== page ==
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Multiple Sclerosis

What is Multiple Sclerosis?

Multiple sclerosis (MS) is a potentially disabling autoimmune disease in which one’s own immune system repeatedly attacks and damages the myelin cover of neural cells within one’s brain and spinal cord. The brain and the spinal cord, jointly referred to as the central nervous system, are responsible for integration and control of virtually all processes occurring in the body. These processes include movements, sensation, balance control, coordination, respiration, etc.

Multiple Sclerosis Symptoms and signs.

Over 90% of people with multiple sclerosis have the relapsing-remitting variety of the disease, while the remaining percentage have other forms such as the primary progressive variety. Those with the relapsing-remitting variety typically present with acute symptoms called relapses. Common symptoms of MS relapse include:

  • Sudden painful partial or total loss of vision occurring over few days, known as optic neuritis
  • Numbness or weakness in the limbs
  • Tingling in the face
  • Electric-shock-like sensation going down the neck and lower back after certain neck movements, known as Lhermitte’s sign.

Most people recover from MS relapses though some have residual deficits which accumulate over a long time to produce disabilities such as:

  • Tremors and unstable gait
  • Gradual fatigue
  • Gradual loss of independent ambulation
  • Stiffness in the legs and/or arms
  • Loss of sphincter control.

 

Multiple Sclerosis risk factors

The exact cause of multiple sclerosis remains unknown. However, experts believe that MS develops from the combined influence of genetic susceptibility and environmental factors. Some clearly identified risk factors include:

  • Age under 40
  • Female gender
  • Family history in first-degree relations.
  • Race – Caucasian people are at a higher risk
  • Low levels of vitamin D
  • Cold climate
  • Low levels of sun exposure
  • Obesity

 

Multiple Sclerosis Diagnosis

Diagnosis of multiple sclerosis often requires excluding other specific conditions that might produce similar symptoms. This usually requires skillful documentation of medical history and physical examination. The clinical assessment will often be followed by other tests that help to clarify the nature of underlying diagnosis. Some of these tests include:

  • Blood tests. To help rule out other diseases with symptoms similar to MS. This will usually include inflammatory markers, autoimmune antibodies, work-up for vasculitides, etc.
  • Lumbar puncture. During this procedure, a small amount of your spinal fluid will be taken through a needle placed in your spinal canal in your lower back. The fluid obtained will be examined for the presence of special proteins called oligoclonal bands which tends to be positive in up to 90% of patients with MS.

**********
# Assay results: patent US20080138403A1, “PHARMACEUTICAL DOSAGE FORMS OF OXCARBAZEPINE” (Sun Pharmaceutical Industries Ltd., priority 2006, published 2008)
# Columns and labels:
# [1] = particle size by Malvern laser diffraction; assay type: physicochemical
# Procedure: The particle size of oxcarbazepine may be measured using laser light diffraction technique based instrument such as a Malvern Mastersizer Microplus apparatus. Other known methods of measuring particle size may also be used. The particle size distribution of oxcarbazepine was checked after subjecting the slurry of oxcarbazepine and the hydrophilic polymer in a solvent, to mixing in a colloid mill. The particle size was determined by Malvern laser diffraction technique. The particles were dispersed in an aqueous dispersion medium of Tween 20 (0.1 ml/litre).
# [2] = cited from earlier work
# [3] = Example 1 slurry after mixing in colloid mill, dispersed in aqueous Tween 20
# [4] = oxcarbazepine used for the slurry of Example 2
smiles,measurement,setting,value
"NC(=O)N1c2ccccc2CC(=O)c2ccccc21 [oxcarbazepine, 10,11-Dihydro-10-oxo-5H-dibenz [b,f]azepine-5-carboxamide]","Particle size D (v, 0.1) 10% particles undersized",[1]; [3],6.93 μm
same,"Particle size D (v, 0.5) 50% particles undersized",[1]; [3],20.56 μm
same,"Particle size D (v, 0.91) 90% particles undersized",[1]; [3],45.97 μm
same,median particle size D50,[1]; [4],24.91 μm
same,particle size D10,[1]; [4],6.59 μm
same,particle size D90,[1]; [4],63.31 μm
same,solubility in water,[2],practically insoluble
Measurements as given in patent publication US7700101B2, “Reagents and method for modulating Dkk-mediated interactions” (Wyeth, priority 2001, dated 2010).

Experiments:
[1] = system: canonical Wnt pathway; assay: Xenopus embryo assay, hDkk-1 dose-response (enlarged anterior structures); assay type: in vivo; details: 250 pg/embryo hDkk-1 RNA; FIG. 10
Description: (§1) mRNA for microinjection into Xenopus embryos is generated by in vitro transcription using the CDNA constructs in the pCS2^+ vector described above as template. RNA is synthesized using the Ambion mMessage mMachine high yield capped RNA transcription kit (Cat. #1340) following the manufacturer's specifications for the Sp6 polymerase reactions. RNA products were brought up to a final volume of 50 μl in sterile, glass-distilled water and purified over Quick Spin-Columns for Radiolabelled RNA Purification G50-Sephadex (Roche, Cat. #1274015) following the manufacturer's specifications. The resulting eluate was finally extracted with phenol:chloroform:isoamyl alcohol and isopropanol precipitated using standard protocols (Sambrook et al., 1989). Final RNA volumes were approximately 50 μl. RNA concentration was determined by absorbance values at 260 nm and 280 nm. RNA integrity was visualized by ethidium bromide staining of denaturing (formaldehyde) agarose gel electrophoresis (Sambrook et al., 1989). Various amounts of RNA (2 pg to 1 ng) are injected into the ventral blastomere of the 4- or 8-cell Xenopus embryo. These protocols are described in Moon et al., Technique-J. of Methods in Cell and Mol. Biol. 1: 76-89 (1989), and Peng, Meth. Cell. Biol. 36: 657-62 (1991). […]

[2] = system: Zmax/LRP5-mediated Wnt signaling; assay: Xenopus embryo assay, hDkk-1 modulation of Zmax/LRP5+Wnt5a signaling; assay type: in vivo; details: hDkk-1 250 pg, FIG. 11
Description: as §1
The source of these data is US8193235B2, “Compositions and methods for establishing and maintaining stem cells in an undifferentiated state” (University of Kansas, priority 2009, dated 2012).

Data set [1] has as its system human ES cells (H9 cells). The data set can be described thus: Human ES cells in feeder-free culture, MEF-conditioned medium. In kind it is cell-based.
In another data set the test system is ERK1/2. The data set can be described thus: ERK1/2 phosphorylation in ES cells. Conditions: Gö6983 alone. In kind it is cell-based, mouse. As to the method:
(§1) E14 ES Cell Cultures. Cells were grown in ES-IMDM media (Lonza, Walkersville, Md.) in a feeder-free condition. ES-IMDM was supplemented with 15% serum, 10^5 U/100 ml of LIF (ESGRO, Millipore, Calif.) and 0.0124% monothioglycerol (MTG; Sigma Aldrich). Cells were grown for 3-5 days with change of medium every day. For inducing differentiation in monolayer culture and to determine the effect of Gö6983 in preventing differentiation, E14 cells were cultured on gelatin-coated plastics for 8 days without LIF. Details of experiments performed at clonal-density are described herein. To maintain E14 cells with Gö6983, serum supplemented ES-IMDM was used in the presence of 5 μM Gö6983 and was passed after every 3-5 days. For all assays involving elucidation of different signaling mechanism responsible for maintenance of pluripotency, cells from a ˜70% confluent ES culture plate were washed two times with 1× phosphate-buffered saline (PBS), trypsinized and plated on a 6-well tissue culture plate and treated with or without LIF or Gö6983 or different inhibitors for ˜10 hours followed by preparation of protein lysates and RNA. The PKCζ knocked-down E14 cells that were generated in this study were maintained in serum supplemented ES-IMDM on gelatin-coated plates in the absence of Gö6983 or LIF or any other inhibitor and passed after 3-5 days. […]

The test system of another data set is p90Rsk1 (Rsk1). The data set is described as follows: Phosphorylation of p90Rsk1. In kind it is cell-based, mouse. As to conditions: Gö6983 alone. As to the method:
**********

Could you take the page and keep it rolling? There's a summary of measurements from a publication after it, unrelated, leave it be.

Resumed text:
• Magnetic resonance imaging (MRI). This is gradually becoming the most important test for diagnosing and monitoring MS. It has the capacity to reveal areas of damage to myelin in the brain and spinal cord.

Multiple Sclerosis Treatment

There is still no definitive cure for multiple sclerosis. However, there are several treatment options available both to treat MS relapses and curb the progression of the disease.

Treatment for multiple Sclerosis relapses/attacks

  • Corticosteroids. Intravenous corticosteroids are usually administered to reduce the flare in level of inflammation that occurs during relapses.
  • Plasmapheresis. During this procedure, your plasma (which is the liquid portion of your blood) is exchange in order to remove the mediators of inflammation. This procedure is considered in rare circumstances when relapses do not respond to corticosteroids.

Disease modifying treatments for Multiple Sclerosis

These medications are given regularly independent of relapses and help to significantly slow down the progression of multiple sclerosis. They include:

  • Beta interferons. They are one of the first injectable drugs developed to treat this condition and remain one of the safest and most commonly prescribed MS medications till now.
  • Glatiramer acetate. Needs to be injected beneath the skin.
  • Fingolimod. An oral treatment that should be taken once per day.
  • Ocrelizumab. This is a new and promising humanized immunoglobulin antibody that works for more severe and resistant multiple sclerosis cases. It also works for the progressive form of MS.
  • Natalizumab. This drug helps block the movement of potentially damaging immune cells from your bloodstream to your nervous system. Usually, it’s used as a second-line treatment option for aggressive forms of MS.
  • Alemtuzumab. This medication helps by reducing the immune response of white blood cells and thus limiting the damage caused by the disease.

 

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